A full plans approval notice is valid for three years from the date of deposit of the plans. This can be very important given the speed at which the regulations change, meaning that a building which has been approved, but not built may require re-design and further approval if construction is delayed and the regulations change.
Failure to comply with the Building Regulations can result in a fine and/or an enforcement notice requiring rectification of the works. There is also a regularisation process for getting approval for works that have been carried out without approval (see Planning Portal guidance).
In Scotland, Scottish Ministers are responsible for the Building Regulations (Building Standards) and associated guidance (ref The Scottish Government: Building Standards). The 32 local authorities administer the Building Standards system and are responsible for granting permissions (Building Warrants) and Completion Certificates.
In Wales, Building Regulations that previously applied to England and Wales continue to apply, but from 01 January 2012, any revisions to the English regulations apply to England only. New regulations and guidance are the responsibility of the Welsh government (ref Welsh Government: Building Regulations). Approvals are granted by the local authorities.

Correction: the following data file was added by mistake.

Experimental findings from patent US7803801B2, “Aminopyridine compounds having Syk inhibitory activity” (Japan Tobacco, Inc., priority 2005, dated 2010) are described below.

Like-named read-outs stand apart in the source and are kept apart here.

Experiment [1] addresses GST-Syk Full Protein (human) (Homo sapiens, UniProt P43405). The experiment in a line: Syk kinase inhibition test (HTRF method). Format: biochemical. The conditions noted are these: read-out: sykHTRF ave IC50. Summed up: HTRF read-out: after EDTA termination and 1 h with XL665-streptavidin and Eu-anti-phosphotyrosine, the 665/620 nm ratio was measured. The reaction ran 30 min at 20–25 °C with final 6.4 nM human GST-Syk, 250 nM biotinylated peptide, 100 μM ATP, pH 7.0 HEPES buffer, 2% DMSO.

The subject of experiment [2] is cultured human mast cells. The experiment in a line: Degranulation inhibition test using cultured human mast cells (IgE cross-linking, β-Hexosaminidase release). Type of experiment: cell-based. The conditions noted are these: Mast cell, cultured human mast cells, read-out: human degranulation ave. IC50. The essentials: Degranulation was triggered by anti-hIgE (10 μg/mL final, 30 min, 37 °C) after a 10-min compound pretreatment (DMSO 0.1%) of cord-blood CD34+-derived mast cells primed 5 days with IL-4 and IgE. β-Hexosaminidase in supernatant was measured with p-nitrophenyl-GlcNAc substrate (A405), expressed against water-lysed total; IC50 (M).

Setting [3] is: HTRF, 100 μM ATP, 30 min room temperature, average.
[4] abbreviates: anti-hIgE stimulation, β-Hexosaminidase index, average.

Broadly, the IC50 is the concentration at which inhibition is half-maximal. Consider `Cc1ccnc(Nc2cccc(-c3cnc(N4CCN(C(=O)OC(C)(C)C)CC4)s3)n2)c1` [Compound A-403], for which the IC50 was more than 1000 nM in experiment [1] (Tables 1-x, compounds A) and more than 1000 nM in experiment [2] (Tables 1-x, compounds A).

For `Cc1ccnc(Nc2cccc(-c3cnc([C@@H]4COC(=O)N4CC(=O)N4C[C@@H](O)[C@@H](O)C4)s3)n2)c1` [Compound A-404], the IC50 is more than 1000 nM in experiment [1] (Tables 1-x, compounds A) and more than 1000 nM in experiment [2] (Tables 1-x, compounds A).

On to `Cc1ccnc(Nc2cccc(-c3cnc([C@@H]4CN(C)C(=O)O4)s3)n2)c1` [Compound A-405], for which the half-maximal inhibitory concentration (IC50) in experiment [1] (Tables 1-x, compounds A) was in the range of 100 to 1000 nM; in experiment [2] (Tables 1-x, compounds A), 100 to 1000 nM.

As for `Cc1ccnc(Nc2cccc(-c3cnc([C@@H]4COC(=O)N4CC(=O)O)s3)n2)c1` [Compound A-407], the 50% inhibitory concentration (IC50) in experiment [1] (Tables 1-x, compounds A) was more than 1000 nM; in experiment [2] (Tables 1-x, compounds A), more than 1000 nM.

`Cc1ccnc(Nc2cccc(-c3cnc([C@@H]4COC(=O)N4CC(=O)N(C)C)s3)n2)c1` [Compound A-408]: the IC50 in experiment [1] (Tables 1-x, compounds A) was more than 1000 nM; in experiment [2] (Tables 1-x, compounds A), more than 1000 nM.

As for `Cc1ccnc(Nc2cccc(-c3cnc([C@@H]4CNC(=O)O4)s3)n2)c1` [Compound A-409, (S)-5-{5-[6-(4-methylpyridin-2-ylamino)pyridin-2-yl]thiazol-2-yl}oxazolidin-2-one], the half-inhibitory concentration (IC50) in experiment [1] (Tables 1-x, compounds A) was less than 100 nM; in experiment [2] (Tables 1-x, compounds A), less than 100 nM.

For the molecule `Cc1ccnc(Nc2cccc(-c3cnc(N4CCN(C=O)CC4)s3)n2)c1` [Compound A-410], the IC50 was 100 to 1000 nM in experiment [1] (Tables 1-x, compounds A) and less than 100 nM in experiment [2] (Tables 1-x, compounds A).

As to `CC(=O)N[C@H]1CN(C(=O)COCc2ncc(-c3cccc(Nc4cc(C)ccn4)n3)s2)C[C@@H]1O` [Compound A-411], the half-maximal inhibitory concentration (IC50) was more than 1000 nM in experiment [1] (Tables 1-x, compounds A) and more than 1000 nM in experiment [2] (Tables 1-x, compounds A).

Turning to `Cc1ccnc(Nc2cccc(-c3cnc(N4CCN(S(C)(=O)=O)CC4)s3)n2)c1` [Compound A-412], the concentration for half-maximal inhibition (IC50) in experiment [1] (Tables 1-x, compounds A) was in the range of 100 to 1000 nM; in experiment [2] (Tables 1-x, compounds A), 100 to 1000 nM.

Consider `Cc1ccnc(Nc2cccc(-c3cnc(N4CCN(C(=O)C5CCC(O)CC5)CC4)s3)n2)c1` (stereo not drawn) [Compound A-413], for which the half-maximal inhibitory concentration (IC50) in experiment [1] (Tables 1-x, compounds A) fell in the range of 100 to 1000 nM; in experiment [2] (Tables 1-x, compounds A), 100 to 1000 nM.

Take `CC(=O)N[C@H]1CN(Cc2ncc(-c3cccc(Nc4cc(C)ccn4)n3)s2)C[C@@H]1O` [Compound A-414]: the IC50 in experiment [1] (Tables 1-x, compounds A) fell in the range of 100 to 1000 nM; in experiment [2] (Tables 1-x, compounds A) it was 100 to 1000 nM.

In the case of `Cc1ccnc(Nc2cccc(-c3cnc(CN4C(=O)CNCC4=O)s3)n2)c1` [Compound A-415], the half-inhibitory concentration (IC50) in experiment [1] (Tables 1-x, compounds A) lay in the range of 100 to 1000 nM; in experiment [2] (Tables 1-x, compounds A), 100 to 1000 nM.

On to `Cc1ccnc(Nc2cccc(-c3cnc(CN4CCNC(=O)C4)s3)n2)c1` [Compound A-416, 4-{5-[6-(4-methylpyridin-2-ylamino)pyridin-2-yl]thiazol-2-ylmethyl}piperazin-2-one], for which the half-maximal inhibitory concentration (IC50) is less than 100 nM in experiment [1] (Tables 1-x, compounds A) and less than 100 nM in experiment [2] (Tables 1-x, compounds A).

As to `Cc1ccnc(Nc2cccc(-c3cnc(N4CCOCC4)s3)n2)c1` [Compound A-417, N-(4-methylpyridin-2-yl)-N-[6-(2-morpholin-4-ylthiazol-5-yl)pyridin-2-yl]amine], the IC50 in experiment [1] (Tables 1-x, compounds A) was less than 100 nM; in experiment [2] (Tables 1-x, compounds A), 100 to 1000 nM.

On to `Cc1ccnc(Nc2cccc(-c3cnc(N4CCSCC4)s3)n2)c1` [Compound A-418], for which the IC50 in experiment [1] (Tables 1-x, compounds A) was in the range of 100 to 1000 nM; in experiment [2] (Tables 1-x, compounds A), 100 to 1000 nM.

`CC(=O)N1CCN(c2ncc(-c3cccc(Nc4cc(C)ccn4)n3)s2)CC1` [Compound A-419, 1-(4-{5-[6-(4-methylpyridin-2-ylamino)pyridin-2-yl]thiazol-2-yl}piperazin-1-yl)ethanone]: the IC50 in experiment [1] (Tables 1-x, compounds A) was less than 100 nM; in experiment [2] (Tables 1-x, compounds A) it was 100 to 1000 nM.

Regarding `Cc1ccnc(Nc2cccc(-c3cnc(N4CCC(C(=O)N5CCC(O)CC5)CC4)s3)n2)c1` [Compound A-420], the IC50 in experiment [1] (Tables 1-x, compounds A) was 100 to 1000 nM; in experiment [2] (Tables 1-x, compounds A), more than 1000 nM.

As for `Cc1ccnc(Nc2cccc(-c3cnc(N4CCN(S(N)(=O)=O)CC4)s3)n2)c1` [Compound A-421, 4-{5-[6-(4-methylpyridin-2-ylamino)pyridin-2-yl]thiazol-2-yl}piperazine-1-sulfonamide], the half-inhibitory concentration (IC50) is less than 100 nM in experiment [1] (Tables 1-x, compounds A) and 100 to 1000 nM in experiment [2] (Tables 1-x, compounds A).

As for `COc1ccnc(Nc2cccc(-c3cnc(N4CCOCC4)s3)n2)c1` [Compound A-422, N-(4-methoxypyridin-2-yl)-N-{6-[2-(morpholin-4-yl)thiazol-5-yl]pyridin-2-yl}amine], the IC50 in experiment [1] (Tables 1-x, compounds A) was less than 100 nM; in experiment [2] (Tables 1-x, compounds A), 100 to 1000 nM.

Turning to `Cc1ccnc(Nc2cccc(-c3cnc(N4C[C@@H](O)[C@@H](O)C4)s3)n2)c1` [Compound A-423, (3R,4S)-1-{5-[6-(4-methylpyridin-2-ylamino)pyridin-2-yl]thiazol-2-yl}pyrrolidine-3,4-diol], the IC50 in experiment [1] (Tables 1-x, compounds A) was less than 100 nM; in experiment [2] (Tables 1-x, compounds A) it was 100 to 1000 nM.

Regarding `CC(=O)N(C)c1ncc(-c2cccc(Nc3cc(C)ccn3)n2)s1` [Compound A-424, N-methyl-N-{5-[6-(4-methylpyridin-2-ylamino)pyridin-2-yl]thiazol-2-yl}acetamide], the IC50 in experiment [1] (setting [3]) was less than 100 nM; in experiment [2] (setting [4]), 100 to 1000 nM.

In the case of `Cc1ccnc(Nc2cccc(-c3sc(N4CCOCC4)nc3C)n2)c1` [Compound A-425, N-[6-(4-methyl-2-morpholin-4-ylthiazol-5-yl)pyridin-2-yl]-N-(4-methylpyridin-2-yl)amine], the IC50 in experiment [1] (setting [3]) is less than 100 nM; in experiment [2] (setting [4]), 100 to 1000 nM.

Northern Ireland
In Northern Ireland, the Building Regulations (Northern Ireland) 2000 are made by the Department of Finance and Personnel (ref Building Control Northern Ireland). They are administered by the 26 District Councils.
 Find out more
 Related articles on Designing Buildings Wiki
- Approved documents.
- Approved inspector.
- Penfold Review.
- Planning permission.
- Statutory approvals.
- Statutory authorities.
- United Kingdom.
 External references
- Approved documents can be downloaded from the Planning portal.
- The Communities and Local Government Building Regulations website.
- bd online subscriber-only technical articles about the building regulations.
- Department for Communities and Local Government: Building Regulations, Explanatory booklet. (now archived)
- Local authority building control guidance.
- The Building Regulations in full.
- Department for Communities and Local Government.
- CLG: Determinations and appeals.